The debates taking place now between the members of the Task Force on Structural Changes in Budget and Tax Policy are only a precursor to the ones ahead, when the Legislature will attempt to overhaul Louisiana’s broken tax system while replacing $1.3 billion in temporary taxes that are coming off the books in 2018. The inimitable Jim Beam of the Lake Charles American-Press looks ahead at the complex task facing lawmakers.
The sales tax is a perfect example of the fight ahead. Everyone agrees the earlier a temporary 1 percent increase approved at a special session this year goes off the books, the better. Louisiana’s 5 percent sales tax is the highest in the country, and it automatically reverts to 4 percent July 1, 2018. The tax raises some $880 million annually, so how do you recoup those funds considered necessary to keep state government running? Many states tax services like barber and beauty services, cable television, home repairs, debt collections and a host of other personal services. It’s not a popular alternative. States have turned to taxing services because Americans are changing their buying habits. Sales taxes are down because consumers are buying more and more goods online, and Congress is reluctant to start taxing Internet sales.
Amusing ourselves into bankruptcy
The Advocate’s editorial board looks at the shuttered Six Flags amusement park in New Orleans east as a metaphor for everything that has gone wrong with Louisiana’s generous system of tax incentives and subsidies. Decades ago the park received a $25 million loan, which the city is still paying back to the tune of $2.2 million a year. And recently it played host to Deepwater Horizon, the Hollywood movie that has cost Louisiana taxpayers more than $38 million.
Making a government-subsidized motion picture on the site of a government-subsidized amusement park is not the way to grow Louisiana’s economy. The state gave as much money to Deepwater Horizon as it spent this year on its two public universities in New Orleans, UNO and SUNO – institutions which actually boost the economy by training young people for the jobs of tomorrow. Louisiana’s taxpayers are groaning under the weight of more than $1 billion in temporary sales taxes. When those taxes expire, legislators are going to have to come up with a new way to balance the state budget. They should start by curtailing our addiction to giveaways.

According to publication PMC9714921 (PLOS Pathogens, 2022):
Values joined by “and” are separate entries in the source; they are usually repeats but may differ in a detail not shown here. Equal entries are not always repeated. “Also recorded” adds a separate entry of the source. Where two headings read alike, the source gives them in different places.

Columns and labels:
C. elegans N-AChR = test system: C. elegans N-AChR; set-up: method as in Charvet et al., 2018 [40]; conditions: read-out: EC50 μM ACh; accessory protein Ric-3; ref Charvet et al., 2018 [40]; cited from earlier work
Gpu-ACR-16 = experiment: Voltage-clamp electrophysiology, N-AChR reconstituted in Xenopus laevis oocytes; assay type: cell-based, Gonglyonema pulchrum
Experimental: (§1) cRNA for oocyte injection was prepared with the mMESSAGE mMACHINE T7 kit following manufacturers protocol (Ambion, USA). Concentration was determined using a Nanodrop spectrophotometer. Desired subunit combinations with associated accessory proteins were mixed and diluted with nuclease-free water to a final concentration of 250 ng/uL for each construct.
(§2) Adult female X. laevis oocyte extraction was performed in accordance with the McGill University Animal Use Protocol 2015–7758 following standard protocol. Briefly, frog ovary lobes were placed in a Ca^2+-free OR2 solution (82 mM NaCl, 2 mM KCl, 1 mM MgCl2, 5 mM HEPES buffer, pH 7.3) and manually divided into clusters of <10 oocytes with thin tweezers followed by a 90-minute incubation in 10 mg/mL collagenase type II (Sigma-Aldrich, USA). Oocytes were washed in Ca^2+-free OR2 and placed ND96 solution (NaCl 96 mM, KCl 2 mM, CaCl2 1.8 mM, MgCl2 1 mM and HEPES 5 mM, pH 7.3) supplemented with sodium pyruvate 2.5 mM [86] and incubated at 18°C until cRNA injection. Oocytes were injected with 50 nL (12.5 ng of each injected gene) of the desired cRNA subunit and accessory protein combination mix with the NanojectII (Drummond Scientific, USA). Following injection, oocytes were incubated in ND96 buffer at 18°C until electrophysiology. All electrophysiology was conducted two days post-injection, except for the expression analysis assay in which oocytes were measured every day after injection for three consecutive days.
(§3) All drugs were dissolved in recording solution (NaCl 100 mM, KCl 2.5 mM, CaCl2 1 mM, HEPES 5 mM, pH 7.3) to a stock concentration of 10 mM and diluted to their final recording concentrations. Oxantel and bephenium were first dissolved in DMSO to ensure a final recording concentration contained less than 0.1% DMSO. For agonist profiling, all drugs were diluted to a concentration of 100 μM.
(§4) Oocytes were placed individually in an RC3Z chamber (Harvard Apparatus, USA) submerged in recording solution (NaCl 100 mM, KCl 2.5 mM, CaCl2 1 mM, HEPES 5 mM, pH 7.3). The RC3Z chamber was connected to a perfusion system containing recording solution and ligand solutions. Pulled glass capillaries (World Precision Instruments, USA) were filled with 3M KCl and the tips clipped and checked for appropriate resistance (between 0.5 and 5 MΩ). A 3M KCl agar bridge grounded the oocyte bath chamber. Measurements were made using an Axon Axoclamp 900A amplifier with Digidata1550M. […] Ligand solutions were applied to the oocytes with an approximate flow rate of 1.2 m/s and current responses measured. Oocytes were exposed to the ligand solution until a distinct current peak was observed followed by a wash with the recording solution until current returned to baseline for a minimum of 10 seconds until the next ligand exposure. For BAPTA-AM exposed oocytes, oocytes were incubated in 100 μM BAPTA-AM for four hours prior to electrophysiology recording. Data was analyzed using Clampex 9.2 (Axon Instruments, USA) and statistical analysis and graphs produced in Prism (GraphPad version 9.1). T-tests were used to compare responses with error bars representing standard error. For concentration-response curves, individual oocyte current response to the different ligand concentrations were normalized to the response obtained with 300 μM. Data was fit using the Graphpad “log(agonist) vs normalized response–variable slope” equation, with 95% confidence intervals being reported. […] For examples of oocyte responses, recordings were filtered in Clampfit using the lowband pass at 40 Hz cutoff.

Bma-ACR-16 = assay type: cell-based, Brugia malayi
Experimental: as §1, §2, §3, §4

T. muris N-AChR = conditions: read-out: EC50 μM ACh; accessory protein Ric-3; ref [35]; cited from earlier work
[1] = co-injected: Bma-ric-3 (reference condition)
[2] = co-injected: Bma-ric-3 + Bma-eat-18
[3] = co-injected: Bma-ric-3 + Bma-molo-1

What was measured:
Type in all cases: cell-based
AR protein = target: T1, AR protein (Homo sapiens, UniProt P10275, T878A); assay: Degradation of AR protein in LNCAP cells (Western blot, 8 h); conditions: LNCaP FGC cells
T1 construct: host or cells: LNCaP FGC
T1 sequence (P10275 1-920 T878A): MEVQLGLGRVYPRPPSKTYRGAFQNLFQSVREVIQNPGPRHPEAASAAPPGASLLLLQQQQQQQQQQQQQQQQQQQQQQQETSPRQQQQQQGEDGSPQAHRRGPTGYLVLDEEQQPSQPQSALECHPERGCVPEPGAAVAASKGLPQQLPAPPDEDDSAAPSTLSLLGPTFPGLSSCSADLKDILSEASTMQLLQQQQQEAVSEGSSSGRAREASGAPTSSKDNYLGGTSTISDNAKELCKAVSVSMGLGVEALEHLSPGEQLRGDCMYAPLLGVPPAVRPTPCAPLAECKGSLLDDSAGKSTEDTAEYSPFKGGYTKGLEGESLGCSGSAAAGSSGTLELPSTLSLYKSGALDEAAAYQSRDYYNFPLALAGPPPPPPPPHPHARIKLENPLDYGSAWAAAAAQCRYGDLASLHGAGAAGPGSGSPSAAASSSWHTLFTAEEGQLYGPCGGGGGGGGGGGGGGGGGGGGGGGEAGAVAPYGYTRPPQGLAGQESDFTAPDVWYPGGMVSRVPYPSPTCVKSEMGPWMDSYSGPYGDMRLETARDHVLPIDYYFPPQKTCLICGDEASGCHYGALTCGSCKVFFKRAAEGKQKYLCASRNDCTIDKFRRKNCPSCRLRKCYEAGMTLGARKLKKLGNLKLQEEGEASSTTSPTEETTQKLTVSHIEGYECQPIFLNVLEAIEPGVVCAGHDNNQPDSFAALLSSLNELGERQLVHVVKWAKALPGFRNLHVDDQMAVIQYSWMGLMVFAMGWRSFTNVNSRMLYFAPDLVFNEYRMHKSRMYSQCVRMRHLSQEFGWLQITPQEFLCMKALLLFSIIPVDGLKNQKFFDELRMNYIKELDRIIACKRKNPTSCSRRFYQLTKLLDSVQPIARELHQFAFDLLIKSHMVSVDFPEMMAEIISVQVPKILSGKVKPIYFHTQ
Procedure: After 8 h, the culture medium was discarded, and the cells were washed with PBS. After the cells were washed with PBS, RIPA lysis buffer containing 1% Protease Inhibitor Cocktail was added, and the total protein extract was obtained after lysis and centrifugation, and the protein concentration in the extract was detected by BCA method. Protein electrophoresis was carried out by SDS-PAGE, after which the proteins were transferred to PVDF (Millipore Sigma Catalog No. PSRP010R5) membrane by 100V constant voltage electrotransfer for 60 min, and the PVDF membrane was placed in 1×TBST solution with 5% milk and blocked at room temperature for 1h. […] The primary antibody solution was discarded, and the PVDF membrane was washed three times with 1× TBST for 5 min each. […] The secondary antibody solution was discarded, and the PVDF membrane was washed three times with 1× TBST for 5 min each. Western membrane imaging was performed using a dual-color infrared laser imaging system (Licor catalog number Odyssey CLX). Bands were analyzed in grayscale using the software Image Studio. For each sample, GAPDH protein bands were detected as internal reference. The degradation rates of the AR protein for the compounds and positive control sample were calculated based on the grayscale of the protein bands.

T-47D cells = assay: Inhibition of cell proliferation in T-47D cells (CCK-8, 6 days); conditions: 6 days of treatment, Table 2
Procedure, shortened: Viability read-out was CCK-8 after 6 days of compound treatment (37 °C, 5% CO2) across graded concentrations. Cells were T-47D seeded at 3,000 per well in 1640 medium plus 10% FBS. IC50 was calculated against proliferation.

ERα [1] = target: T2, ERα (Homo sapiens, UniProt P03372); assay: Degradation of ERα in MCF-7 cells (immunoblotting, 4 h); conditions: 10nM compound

Surprise in inequality
The economic gap between white male workers and their black counterparts continues to widen. New research by the Economic Policy Institute finds that the gap is growing faster among those with more education. The Washington Post’s Jeff Guo reveals why a college diploma is no longer a surefire way of narrowing the racial pay gap.
Among early-career men, for instance, the earnings disparities between white and black workers have widened by about 3 percent since 1979. These disparities would have been even wider had African Americans not made gains in college attainment during this time. But that educational progress was overshadowed, the researchers say, by two major forces: increasing discrimination and increasing income inequality. “We have minimum wages, but there isn’t a wage ceiling,” Wilson said. “There’s much more room for discrimination and inequality at the top. What’s happened is that the top one percent have really pulled away.” Income growth in recent decades has been limited, more or less, to the highest echelon of earners, a group that is overwhelmingly white. Out of every 1,000 households in the top 1 percent, only two are black, while about 910 are white. And so, as economic forces lifted the incomes of the 1 percent, the blacks on lower rungs of the economic ladder have been largely left behind.
The state Department of Education has been awarded a $67 million federal grant to overhaul teacher training. The Advocate’s Will Sentell reports it’s one piece of the financing puzzle needed to ensure that teachers are as prepared as possible when they enter the classroom.
The grant is supposed to aid 16 rural school districts with 137 schools, including two charter schools. It is also aimed at answering concerns about the costs of mentorships in rural areas. Dollars would be used to help finance stipends for undergraduate students and mentor teachers, among other areas. State Superintendent of Education John White said last month he envisions $1,000 stipends for teachers who serve as mentors and $2,000 for students being trained as teachers. … Jeanne Burns, assistant commissioner for teacher and learning initiatives for the Board of Regents, said last month it is unclear how the overhaul will be paid for in the long run. Others said the financing is especially critical amid state budget problems, including a $24 million cut in state aid for public schools earlier this year and a series of reductions to colleges and universities in recent years.The state is also pursuing other ways to finance the overhaul, said Hannah Dietsch, assistant superintendent for talent.
Number of the Day:
3 – Percentage growth in personal consumption in Louisiana in 2015. The national average was 3.6 percent and the Southeastern average was 3.5 percent. (Source: Bureau of Economic Analysis)